There has been chatter about the ‘Earth under repair’. With Coronavirus taking over the world first with China where NASA saw a definite change in the air over the most polluted SEZ, to Venice where the canals are green with dolphins swimming to the shore and now, we come to India.
There have been some sittings of dolphins near the Juhu beach, the Twitterati has gone berserk showing clean beaches, blue skies and birds that they never saw chirping outside their windows. We also did our work to see if this has worked for India. We are proud to say that we have invested the past year in creating our network of air pollution sensors. Skymet: Total 51 AQM monitoring stations are considered and data analysis was done for the duration from 15th Mar 2020 to 30th Mar 2020.
Here’s the data that we compared from our sensors to see a comparative change in how air pollution has gone done as compared to last year and around the same time. To understand the Particulate matter (PM) trend due to COVID-19 impact in NCR areas, PM concentration comparison was done based on the data monitored by Central Pollution Control Board (CPCB) and Skymet Weather Services. Nearest reference CPCB- Continuous Ambient Air Quality Monitoring System (CAAQMS) station was considered and data analysis was done for the duration 15 Mar to 30th Mar 2019. Here, Janata Curfew, which started on March 22, 2020, is presented in Figure 1. The PM concentration records of 2019 and 2020 percent reduction have been calculated and shown below.
Even when we compare different time phases of the day, to compare peak to non- peak hours we see that NCR regions of Noida, Faridabad, Delhi and Gurugram areas showed dropdown in PM concentration trend after 22/03/2020.
From Table 1, PM concentration comparison between 2019 and 2020 March showed that in 2019 the highest mean PM concentration levels are observed in Noida and Gurugram have been reduced to -59% and -49% in 2020. Before the lockdown, the daily PM concentration was above 80 μg/m3 in all NCR regions and after the lockdown on 22/03/2020 i.e. on Sunday there was a steady drop in PM levels which was observed till 29/03/2020. During the lockdown the Diurnal variation it can be said that peaks are observed during morning hours in Faridabad, Delhi and Gurugram region. Lowest concentration levels were observed in Noida during all hours of the week.
Figure 2: Diurnal Variation pattern of PM concentration levels before the lockdown phase and during the lockdown phase
So what happens after April 15? Even though the pollution levels have gone down, but these are only PM levels. Scientifically, if you notice cars are the biggest polluters. But I also feel that just looking at PM or particulate matter is looking at the problem halfway, all the observatories that every one of us has should be the type of pollutants – SOX, NOX. Once, when we do this, we would know what the right polluter and what point in time is. So, when stubble burning happens then the concentration of gases would be different than from pollution levels at peak traffic levels.
Naturally, there has been a lot of panic over how the new disease spreads from the surfaces of various objects. Many people have stopped subscribing to print newspapers. Others have stopped having meals delivered home by restaurants. People are even washing currency notes. When the lockdown is eased, we will still have to deal with the virus.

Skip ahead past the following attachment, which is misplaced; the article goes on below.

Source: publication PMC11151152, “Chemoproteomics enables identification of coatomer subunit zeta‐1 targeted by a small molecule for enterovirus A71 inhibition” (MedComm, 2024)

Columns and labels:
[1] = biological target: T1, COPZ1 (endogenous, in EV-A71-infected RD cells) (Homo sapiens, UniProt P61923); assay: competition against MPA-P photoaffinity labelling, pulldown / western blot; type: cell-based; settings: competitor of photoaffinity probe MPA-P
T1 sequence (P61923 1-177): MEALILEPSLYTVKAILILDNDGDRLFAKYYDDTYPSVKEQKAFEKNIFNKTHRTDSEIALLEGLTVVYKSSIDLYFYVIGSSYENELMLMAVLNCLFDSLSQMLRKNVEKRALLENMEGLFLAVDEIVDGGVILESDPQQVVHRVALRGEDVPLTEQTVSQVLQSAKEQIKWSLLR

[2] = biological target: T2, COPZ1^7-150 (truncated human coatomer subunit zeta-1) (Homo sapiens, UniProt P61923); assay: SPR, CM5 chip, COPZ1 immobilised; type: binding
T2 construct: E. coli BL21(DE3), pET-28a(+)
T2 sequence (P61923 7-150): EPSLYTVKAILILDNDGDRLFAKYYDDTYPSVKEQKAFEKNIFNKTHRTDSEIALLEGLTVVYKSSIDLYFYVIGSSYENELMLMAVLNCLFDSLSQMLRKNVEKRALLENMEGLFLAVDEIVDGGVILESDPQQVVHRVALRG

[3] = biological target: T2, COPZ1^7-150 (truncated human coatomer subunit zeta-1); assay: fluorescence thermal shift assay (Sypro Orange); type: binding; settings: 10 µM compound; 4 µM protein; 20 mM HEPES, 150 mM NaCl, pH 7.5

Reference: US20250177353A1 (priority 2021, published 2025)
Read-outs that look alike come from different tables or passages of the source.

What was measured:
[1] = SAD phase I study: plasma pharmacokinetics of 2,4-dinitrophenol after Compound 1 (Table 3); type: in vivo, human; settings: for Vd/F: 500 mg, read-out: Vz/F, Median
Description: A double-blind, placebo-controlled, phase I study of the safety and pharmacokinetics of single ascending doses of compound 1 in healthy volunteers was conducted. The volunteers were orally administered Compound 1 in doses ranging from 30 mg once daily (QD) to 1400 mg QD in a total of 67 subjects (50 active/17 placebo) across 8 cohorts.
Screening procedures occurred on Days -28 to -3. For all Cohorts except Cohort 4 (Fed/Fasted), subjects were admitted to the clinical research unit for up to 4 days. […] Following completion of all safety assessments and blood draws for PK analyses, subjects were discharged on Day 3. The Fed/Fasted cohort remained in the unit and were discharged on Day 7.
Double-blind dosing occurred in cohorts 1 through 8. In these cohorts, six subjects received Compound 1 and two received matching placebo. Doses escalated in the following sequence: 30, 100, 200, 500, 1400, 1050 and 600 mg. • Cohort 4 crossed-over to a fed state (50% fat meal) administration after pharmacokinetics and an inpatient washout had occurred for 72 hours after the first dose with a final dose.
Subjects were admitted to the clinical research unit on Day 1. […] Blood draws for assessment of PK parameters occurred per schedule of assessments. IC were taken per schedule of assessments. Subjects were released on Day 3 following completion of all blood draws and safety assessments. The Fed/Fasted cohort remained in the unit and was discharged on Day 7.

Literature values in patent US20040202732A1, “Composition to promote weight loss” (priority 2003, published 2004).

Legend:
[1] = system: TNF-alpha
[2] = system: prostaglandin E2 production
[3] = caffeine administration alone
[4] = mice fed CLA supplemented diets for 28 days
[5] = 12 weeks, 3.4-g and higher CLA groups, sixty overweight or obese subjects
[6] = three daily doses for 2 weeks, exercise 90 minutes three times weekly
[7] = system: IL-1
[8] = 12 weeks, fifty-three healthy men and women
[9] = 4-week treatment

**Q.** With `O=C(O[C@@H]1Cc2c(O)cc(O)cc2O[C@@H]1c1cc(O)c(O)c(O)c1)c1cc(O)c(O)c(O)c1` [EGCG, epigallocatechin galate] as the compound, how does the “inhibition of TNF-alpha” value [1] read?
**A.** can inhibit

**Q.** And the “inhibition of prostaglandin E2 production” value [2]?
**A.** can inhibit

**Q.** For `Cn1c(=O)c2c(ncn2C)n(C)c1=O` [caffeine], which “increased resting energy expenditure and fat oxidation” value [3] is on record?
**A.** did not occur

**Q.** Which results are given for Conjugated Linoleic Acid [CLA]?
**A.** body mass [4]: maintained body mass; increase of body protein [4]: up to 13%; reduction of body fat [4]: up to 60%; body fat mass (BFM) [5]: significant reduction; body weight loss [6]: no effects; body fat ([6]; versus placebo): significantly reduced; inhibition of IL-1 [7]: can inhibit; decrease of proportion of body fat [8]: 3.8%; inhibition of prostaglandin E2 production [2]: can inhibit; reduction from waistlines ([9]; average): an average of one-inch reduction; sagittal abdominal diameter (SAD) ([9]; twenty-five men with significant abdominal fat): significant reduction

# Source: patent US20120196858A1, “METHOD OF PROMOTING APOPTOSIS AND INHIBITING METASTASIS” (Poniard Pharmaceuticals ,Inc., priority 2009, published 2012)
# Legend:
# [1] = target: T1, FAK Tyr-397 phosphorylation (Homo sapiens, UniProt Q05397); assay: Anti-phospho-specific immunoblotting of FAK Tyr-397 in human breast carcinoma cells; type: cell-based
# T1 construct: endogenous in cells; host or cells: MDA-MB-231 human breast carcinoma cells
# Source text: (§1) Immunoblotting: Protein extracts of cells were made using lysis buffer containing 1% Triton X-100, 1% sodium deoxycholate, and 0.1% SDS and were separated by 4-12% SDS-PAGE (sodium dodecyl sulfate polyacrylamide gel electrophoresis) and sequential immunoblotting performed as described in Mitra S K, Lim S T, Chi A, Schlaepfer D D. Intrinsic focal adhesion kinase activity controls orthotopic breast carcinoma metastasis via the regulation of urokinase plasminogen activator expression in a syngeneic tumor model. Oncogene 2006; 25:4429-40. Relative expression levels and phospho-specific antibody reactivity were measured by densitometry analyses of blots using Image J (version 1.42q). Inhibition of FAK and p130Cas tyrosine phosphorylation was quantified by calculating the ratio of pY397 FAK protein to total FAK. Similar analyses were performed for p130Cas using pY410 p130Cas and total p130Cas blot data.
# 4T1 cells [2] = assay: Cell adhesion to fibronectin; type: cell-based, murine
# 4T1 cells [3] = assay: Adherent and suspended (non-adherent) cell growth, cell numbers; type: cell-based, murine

"You have to touch the infected surface and then touch your nose, eyes or mouth for the virus to enter your respiratory tract. It is important to remember that SARS-CoV-2 has no way of infecting you if it cannot get inside your body. However, the exact extent to which surfaces contribute to the spread isn’t known, and there is reason for uncertainty. What we do know from a research study is that there is an impact of temperature on the stability of SARS-CoV-2 on surfaces. At 22°C, the virus degraded greatly after seven days and couldn’t be detected after two weeks. At 37°C, almost all of the virus degraded after one day. Ramping temperatures up speeds up the process of degradation. At 56°C, 30 minutes was all it took to get rid of most of the virus, while at 70°C, it only took 5 minutes. This is preliminary work that needs to be verified, but it is in line with what has been seen with other similar viruses." - Anirban Mahapatra is a microbiologist and assistant director at the American Chemical Society.
So what happens after April 15, 2020? Will pollution go back to its existing level, will Coronavirus bounce back? I agree with Anirban, the solution needs to come from within us. If you see Ecuador is suffering and has become the epicenter of COVID – 19 for South America even though the temperature is Hot and Humid. Someone will come up and say that Ecuador has no infrastructure or medical facility, but we should be cautious and not be so happy when summer hits India.
We need to keep continuing good habits, follow carpool and reduce our carbon footprint. This will not only help the environment but also all of us in keep us safe from factors affecting our lives. Follow the 5 tips:
- Wash hands after you have touched a surface
- Do not touch your face and mouth without washing your hands
- Wash your hands for 20 seconds multiple times a day
- Cover your face when you go out of the house
- Stay home and stay safe